Purpose: To determine the risk factors of severe radiation pneumonitis (RP) after stereotactic body radiation therapy (SBRT) for primary or secondary lung tumors.
Materials and methods: From January 2003 to March 2009, SBRT was performed on 117 patients (32 patients before 2005 and 85 patients after 2006) with lung tumors (primary = 74 patients and metastatic/recurrent = 43 patients) in our institution. In the current study, the results on cases with severe RP (grades 4-5) were evaluated. Serum Krebs von den Lungen-6 (KL-6) and serum Surfactant protein-D (SP-D) were used to predict the incidence of RP. A shadow of interstitial pneumonitis (IP) on the CT image before performing SBRT was also used as an indicator for RP. Since 2006, patients have been prescreened for biological markers (KL-6 & SP-D) as well as checking for an IP-shadow in CT.
Results: Grades 4-5 RP was observed in nine patients (7.7%) after SBRT and seven of these cases (6.0%) were grade 5 in our institution. A correlation was found between the incidence of RP and higher serum KL-6 & SP-D levels. IP-shadow in patient's CT was also found to correlate well with the severe RP. Severe RP was reduced from 18.8% before 2005 to 3.5% after 2006 (p = 0.042). There was no correlation between the dose volume histogram parameters and these severe RP patients.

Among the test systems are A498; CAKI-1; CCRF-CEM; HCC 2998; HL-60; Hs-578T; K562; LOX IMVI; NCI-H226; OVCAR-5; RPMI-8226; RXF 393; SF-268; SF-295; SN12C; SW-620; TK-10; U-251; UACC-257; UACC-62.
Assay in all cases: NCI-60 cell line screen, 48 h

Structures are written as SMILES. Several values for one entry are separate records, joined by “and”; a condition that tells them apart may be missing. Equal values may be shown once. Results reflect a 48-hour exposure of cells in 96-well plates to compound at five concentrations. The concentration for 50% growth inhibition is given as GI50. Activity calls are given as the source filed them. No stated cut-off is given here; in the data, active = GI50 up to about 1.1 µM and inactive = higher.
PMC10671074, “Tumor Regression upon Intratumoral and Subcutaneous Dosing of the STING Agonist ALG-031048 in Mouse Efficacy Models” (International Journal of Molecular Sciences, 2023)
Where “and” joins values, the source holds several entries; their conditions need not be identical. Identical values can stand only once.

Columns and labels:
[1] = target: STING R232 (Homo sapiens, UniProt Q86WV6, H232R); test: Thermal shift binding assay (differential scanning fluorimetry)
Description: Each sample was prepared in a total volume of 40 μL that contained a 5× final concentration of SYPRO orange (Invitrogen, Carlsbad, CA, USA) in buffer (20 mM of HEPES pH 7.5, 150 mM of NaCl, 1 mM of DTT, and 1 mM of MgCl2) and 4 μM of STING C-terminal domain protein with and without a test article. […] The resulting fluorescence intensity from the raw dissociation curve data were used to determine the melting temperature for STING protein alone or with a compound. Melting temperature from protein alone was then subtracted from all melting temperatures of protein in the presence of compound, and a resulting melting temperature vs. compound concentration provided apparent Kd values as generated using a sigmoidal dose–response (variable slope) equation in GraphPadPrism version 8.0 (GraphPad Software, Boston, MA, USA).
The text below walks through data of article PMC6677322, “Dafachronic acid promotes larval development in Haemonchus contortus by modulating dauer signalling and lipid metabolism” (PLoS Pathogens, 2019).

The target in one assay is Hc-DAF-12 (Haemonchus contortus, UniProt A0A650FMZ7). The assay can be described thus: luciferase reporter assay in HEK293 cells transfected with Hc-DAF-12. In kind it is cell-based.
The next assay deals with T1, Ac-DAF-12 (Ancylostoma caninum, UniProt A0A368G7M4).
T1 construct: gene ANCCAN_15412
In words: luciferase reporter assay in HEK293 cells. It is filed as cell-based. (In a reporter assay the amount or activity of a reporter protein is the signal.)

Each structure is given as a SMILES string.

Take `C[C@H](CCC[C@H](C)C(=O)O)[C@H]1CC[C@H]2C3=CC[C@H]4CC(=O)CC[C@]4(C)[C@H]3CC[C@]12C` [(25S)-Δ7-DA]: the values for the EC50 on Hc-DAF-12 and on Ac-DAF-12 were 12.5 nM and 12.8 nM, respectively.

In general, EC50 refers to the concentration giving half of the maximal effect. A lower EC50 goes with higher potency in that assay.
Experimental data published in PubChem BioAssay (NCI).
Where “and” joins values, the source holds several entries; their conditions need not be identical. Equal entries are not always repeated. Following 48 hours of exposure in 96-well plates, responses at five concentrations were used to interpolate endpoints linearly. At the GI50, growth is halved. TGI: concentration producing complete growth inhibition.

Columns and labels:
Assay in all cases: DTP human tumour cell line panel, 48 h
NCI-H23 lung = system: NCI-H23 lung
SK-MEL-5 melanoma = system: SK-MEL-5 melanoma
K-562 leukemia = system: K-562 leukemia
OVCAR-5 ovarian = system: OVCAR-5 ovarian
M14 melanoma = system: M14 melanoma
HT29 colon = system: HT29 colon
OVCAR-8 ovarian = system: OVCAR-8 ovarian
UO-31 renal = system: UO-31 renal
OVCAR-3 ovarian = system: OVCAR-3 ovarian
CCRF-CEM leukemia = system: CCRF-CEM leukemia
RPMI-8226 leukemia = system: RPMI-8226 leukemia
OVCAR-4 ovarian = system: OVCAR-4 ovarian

Conclusion: Patients presenting with an IP shadow in the CT and a high value of the serum KL-6 & SP-D before SBRT treatment developed severe radiation pneumonitis at a high rate. The reduction of RP incidence in patients treated after 2006 may have been attributed to prescreening of the patients. Therefore, pre-screening before SBRT for an IP shadow in CT and serum KL-6 & SP-D is recommended in the management and treatment of patients with primary or secondary lung tumors.